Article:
Shack15 combines the historic architecture of the Ferry Building with glowing light and modern Scandinavian furniture in an open, elegant space. Left: Jack O’Holleran is CEO of Skale Labs, which has offices in the coworking space. | Photo courtesy of Shack15.

“Your heart goes out to people who lost money in any of the markets. Our focus is building things for the long term.” — Jack O’Holleran

“It’s a stunning place,” says Jack O’Holleran, CEO of the blockchain startup Skale Labs, which has offices in Shack15. And it can take a moment to take in the view. “But it is not a country-club vibe at all. They do a lot to encourage inclusiveness.”

To a certain extent, that is true. Crypto Underground, a club that held free monthly events, took hold here and fostered an emerging San Francisco cryptocurrency community before COVID-19 shut down the space for a year.

Those events established the blockchain and crypto crowd at Shack15, says its founder, Jørn Lyseggen, who leases the 45,000-square-foot venue, like the restaurant owners and shopkeepers below. (The name Shack15 comes from the first address of Meltwater, a company that the entrepreneur founded in a shipyard in Oslo, Norway.)

Early cynics of the space, such as SF Weekly (owned by Clint Reilly Communications, as is the Nob Hill Gazette), were skeptical. “Its website is full of airy, meaningless pronouncements like ‘Where ideas go to breathe’ and ‘For those who do extraordinary things’ that would be skewered in an episode of Silicon Valley,” the alt-weekly wrote soon after Shack15’s opening.

Fair point. But, like Jackson, CEO of the not-for-profit job network Braintrust, many blockchain and cryptocurrency entrepreneurs at Shack15 have high ideals. Shack15 cryptocurrency community member Tove Andersson used blockchain to help same-sex couples get married if they lived in countries that don’t allow it. Skale Labs, O’Holleran’s 35-person startup, uses dramatically less energy than Bitcoin and others. Skale’s computer infrastructure supports companies helping people in Africa to receive and send money from abroad.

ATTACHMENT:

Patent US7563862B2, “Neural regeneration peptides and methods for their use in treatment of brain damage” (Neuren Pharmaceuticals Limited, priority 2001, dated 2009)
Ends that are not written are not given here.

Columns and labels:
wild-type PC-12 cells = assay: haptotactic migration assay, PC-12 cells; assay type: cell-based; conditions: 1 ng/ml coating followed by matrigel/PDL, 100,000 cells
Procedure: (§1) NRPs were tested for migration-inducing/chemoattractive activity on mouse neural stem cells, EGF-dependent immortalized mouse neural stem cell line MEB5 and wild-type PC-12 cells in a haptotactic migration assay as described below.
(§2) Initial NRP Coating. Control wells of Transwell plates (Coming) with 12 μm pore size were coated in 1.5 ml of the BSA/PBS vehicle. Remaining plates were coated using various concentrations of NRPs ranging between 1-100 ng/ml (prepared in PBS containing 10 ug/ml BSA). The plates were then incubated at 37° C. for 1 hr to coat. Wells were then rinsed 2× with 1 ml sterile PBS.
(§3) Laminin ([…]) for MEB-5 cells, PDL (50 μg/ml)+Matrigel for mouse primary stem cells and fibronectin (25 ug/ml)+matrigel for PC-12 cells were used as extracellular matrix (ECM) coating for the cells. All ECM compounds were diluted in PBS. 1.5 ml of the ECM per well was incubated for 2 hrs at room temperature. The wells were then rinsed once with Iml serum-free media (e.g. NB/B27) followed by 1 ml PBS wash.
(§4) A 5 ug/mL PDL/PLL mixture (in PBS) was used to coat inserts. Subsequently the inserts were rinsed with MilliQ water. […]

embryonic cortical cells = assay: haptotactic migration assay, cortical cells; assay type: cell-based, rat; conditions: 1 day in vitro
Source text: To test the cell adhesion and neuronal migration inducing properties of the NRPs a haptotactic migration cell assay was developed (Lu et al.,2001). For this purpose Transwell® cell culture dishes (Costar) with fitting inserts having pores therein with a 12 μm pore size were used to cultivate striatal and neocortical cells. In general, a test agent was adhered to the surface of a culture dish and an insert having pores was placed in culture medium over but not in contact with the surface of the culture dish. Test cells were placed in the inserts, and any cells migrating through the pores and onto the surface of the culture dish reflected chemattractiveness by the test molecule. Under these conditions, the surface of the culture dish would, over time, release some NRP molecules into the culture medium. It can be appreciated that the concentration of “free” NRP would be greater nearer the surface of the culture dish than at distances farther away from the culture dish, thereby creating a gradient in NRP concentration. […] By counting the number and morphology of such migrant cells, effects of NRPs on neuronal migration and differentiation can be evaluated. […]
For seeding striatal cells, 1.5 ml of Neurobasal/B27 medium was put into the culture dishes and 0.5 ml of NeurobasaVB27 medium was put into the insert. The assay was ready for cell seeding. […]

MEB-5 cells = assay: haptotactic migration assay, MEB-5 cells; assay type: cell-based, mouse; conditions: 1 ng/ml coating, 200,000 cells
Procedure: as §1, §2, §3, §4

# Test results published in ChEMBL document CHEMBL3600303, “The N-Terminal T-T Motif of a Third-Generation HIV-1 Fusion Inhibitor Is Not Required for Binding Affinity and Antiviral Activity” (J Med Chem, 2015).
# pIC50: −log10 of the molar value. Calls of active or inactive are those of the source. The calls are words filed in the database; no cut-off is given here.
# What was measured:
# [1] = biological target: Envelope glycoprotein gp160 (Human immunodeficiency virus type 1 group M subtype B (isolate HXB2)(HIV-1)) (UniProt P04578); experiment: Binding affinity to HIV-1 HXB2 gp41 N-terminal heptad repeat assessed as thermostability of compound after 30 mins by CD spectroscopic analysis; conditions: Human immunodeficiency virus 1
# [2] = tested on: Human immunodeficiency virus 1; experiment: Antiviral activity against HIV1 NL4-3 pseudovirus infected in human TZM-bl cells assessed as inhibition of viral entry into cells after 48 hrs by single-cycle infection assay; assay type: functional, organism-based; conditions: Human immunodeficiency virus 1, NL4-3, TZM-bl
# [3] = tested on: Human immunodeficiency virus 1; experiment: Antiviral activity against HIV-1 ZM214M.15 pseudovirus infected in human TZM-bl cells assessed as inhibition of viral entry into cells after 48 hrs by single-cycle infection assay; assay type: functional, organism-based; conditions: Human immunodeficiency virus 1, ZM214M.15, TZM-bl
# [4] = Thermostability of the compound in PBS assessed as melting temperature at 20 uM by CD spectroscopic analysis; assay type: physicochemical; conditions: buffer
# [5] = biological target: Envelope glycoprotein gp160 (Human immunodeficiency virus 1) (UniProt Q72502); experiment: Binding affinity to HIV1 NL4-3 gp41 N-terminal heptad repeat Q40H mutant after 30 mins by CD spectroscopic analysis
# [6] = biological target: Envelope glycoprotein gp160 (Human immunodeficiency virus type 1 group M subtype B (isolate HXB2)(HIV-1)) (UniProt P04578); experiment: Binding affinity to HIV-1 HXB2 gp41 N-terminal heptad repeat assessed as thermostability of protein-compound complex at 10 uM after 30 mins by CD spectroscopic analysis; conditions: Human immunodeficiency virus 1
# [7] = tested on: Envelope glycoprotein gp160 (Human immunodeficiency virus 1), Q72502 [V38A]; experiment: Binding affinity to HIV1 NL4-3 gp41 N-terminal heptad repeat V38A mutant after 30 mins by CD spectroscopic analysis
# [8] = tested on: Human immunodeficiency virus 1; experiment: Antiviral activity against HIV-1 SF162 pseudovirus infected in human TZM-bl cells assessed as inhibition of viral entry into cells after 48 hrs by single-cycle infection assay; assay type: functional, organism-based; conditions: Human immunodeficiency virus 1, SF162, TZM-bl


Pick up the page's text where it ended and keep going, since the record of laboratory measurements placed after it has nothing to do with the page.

Do projects like those redeem cryptocurrency from all its issues? Oh no, not even close. On the whole, cryptocurrency is still an environmental disaster, due to enormous amounts of electricity needed for computers to run complicated equations. And the crypto world is so packed with scams and criminals that the FBI recently formed a new unit focusing solely on digital currency abuses. Web 3.0 is also likely to be hit hard by any impending recession in terms of VC funding, as investors look for tangible returns.

And, of course, investing in cryptocurrency has been disastrous for many.

“Your heart goes out to people who lost money in any of the markets,” says O’Holleran. “Our focus is building things for the long term.”

But despite the collapse of the value of many coins, plenty of people still believe cryptocurrency’s time has come. It’s here. And San Francisco crypto currency companies are working to address those issues. Many — like Ripple, Kraken and Coinbase — are large companies with their own headquarters. But the Crypto Underground events born at Shack15 helped give their workforces a community. And the startups working here are hacking additional new uses for cryptocurrency.

Is the space as accessible to all as other parts of the Ferry Building? Well, no. But neither is a social media company campus, a gig economy headquarters or a WeWork building. Members can invite guests to visit the space, and some events are open to people who register online. If Shack15’s cryptocurrency community mixes schmoozing with working on new kinds of tech, that is how great ideas often incubate in Silicon Valley, they say.

“Another project leader might have experience with something we have a question about. We can drift over and talk and expedite three months of learning from them,” says O’Holleran. “Look, there’s a massive misunderstanding about our industry. It’s just great to be around other companies trying to make the world a better place.”

OK, our time is up. Ready to go? I know, you were just starting to get comfortable with the whole thing, right?